Stainless steel slip on flanges is preferred by some contractors over the weld-neck because of the lower initial cost. However, this may be offset by the added cost of the two fillet welds required for proper installation. The strength of the slip on flange is sample for its rating but its life under fatigue conditions is considered to be only one-third that of the weld-neck flange. The slip on flange may be attached to the end of a piece of pipe or to one or more ends of a pipe fitting. The slip on flange is positioned so the inserted end of the pipe or fitting is set back or short of the flange face by the thickness of the pipe wall plus 1/8 of an inch. This allows for a fillet weld inside the slip on flange equal to the thickness of the pipe wall without doing any damage to the flange face. The back or outside of the flange is also welded with a fillet weld.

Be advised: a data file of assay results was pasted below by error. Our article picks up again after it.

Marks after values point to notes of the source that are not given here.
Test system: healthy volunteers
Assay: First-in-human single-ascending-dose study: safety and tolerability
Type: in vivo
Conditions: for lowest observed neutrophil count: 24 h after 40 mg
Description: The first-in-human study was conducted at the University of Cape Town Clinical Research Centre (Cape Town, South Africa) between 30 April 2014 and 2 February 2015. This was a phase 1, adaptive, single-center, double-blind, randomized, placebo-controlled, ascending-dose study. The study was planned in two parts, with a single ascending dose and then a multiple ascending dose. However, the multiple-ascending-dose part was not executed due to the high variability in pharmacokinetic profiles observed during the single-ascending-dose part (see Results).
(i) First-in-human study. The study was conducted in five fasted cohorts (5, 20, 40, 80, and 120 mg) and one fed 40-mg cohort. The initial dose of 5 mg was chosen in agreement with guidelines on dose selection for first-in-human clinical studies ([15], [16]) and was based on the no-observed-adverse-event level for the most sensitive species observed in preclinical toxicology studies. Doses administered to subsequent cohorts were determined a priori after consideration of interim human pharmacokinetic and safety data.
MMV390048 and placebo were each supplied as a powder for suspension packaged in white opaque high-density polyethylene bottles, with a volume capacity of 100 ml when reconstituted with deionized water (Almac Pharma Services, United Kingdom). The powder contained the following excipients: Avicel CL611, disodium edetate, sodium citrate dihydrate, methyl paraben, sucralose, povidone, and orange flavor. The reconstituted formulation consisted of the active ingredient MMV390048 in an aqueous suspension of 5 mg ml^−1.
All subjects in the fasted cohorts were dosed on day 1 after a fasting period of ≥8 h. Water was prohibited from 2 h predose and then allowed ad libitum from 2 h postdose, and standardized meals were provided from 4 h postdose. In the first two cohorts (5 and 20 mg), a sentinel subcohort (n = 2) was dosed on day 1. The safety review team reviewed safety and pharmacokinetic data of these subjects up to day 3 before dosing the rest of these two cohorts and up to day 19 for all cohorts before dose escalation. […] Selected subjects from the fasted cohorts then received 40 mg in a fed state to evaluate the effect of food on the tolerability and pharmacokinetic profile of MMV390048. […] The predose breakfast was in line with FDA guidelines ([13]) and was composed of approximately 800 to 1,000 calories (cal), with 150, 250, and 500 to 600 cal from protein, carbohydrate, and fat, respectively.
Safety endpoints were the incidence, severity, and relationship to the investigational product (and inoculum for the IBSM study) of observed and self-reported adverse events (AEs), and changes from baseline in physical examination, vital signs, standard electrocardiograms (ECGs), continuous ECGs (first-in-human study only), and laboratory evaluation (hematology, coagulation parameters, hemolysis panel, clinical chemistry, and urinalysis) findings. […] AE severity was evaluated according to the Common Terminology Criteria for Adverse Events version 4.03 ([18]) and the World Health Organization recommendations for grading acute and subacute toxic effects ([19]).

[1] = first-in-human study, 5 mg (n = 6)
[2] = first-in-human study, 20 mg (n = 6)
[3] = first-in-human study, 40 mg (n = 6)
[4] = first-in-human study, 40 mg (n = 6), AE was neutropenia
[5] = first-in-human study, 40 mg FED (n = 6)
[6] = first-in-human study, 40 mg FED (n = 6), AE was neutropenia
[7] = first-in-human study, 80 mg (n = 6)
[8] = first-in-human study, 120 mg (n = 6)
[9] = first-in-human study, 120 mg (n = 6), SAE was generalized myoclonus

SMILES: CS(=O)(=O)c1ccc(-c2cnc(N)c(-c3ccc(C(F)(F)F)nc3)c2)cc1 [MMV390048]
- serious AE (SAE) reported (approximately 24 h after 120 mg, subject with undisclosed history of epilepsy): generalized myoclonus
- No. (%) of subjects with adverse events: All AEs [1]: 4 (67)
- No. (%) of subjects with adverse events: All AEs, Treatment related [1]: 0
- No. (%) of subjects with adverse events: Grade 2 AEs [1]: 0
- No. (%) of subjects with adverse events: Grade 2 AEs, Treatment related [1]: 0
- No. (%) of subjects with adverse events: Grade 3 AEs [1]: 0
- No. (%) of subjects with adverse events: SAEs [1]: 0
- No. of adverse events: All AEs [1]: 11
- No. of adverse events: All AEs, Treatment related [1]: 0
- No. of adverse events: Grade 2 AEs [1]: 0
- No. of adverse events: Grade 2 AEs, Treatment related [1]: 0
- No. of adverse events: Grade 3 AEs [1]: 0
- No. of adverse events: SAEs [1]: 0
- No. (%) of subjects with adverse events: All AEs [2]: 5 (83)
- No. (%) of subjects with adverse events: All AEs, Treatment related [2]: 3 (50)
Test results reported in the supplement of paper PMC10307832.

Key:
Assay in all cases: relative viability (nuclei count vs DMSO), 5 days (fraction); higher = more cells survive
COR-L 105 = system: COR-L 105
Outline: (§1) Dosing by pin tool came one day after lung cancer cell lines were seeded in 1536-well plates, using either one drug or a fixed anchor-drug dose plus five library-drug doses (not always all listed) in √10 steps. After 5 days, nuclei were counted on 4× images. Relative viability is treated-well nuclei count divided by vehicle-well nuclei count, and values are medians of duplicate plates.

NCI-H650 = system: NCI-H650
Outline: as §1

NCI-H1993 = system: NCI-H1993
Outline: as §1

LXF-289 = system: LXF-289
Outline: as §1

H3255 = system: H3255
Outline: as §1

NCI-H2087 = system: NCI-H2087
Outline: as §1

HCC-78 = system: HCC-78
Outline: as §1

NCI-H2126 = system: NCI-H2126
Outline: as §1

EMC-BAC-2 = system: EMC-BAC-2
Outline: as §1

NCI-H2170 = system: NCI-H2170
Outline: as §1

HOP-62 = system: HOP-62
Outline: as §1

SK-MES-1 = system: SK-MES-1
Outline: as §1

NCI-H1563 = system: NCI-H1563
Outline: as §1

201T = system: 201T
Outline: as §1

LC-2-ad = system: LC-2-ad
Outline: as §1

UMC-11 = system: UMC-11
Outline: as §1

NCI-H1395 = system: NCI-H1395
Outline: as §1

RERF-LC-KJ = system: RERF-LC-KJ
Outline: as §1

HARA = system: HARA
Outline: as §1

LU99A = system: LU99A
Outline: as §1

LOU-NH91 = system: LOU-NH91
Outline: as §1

The slip on flange is basically used for reducing the line size where space limitations will not allow the length of a weld neck flange and reducer combination. The use of the slip on reducing flange should only be used where the flow direction is from the smaller size into the larger size. Slip on flanges are commonly lower in price than weld-neck flanges and to this effect is a popular choice for our customers. It is welded both inside and out to provide sufficient strength and prevent leakage. Slip on flanges are all bored slightly larger than the O.D. of the pipe. They are preferred over welding neck flanges but many users due to their lower initial cost, but final installation cost is probably not much less than that of the welding neck flange because of the additional welding involved.